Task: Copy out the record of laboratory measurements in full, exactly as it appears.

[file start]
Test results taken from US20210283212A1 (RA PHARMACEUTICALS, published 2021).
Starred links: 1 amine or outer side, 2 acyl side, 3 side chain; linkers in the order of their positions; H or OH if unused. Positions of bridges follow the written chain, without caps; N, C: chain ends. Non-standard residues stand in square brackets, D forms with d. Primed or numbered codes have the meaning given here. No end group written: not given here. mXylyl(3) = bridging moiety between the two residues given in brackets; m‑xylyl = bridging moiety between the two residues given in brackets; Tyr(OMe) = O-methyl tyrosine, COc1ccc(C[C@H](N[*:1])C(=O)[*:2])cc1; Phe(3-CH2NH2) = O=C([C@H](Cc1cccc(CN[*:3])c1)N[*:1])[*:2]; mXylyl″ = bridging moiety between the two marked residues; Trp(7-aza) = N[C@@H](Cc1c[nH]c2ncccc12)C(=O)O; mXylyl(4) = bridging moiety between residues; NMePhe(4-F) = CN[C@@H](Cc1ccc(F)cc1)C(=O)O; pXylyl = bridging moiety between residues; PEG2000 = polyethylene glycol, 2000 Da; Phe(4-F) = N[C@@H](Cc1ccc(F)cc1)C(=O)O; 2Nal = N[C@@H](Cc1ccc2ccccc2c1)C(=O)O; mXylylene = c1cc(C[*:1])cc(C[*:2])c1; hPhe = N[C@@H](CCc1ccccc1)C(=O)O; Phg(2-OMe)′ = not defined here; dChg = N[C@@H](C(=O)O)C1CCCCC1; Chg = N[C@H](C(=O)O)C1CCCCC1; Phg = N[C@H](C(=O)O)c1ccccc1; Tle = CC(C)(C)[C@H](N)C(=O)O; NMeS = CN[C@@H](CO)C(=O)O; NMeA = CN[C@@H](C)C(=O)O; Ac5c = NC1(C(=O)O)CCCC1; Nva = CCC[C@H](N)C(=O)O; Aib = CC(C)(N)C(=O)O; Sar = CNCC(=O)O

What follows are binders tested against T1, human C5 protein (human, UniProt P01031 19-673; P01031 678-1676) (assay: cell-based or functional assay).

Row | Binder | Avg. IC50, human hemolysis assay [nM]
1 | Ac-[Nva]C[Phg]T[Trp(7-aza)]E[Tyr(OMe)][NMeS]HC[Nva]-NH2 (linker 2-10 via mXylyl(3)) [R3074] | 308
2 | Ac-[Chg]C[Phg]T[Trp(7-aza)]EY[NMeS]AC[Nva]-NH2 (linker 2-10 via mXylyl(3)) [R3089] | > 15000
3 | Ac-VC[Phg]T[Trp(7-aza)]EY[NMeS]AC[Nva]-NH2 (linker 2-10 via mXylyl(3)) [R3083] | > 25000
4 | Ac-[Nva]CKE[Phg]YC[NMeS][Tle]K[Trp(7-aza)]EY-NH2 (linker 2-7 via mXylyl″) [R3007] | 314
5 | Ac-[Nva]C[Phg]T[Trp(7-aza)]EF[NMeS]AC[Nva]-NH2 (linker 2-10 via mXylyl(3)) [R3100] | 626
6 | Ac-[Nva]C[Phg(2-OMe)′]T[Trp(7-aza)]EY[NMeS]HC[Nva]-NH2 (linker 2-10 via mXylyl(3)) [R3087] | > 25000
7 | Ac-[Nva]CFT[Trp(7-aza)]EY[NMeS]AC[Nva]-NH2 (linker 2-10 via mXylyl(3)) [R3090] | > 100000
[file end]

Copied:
Test results taken from US20210283212A1 (RA PHARMACEUTICALS, published 2021).
Starred links: 1 amine or outer side, 2 acyl side, 3 side chain; linkers in the order of their positions; H or OH if unused. Positions of bridges follow the written chain, without caps; N, C: chain ends. Non-standard residues stand in square brackets, D forms with d. Primed or numbered codes have the meaning given here. No end group written: not given here. mXylyl(3) = bridging moiety between the two residues given in brackets; m‑xylyl = bridging moiety between the two residues given in brackets; Tyr(OMe) = O-methyl tyrosine, COc1ccc(C[C@H](N[*:1])C(=O)[*:2])cc1; Phe(3-CH2NH2) = O=C([C@H](Cc1cccc(CN[*:3])c1)N[*:1])[*:2]; mXylyl″ = bridging moiety between the two marked residues; Trp(7-aza) = N[C@@H](Cc1c[nH]c2ncccc12)C(=O)O; mXylyl(4) = bridging moiety between residues; NMePhe(4-F) = CN[C@@H](Cc1ccc(F)cc1)C(=O)O; pXylyl = bridging moiety between residues; PEG2000 = polyethylene glycol, 2000 Da; Phe(4-F) = N[C@@H](Cc1ccc(F)cc1)C(=O)O; 2Nal = N[C@@H](Cc1ccc2ccccc2c1)C(=O)O; mXylylene = c1cc(C[*:1])cc(C[*:2])c1; hPhe = N[C@@H](CCc1ccccc1)C(=O)O; Phg(2-OMe)′ = not defined here; dChg = N[C@@H](C(=O)O)C1CCCCC1; Chg = N[C@H](C(=O)O)C1CCCCC1; Phg = N[C@H](C(=O)O)c1ccccc1; Tle = CC(C)(C)[C@H](N)C(=O)O; NMeS = CN[C@@H](CO)C(=O)O; NMeA = CN[C@@H](C)C(=O)O; Ac5c = NC1(C(=O)O)CCCC1; Nva = CCC[C@H](N)C(=O)O; Aib = CC(C)(N)C(=O)O; Sar = CNCC(=O)O

What follows are binders tested against T1, human C5 protein (human, UniProt P01031 19-673; P01031 678-1676) (assay: cell-based or functional assay).

Row | Binder | Avg. IC50, human hemolysis assay [nM]
1 | Ac-[Nva]C[Phg]T[Trp(7-aza)]E[Tyr(OMe)][NMeS]HC[Nva]-NH2 (linker 2-10 via mXylyl(3)) [R3074] | 308
2 | Ac-[Chg]C[Phg]T[Trp(7-aza)]EY[NMeS]AC[Nva]-NH2 (linker 2-10 via mXylyl(3)) [R3089] | > 15000
3 | Ac-VC[Phg]T[Trp(7-aza)]EY[NMeS]AC[Nva]-NH2 (linker 2-10 via mXylyl(3)) [R3083] | > 25000
4 | Ac-[Nva]CKE[Phg]YC[NMeS][Tle]K[Trp(7-aza)]EY-NH2 (linker 2-7 via mXylyl″) [R3007] | 314
5 | Ac-[Nva]C[Phg]T[Trp(7-aza)]EF[NMeS]AC[Nva]-NH2 (linker 2-10 via mXylyl(3)) [R3100] | 626
6 | Ac-[Nva]C[Phg(2-OMe)′]T[Trp(7-aza)]EY[NMeS]HC[Nva]-NH2 (linker 2-10 via mXylyl(3)) [R3087] | > 25000
7 | Ac-[Nva]CFT[Trp(7-aza)]EY[NMeS]AC[Nva]-NH2 (linker 2-10 via mXylyl(3)) [R3090] | > 100000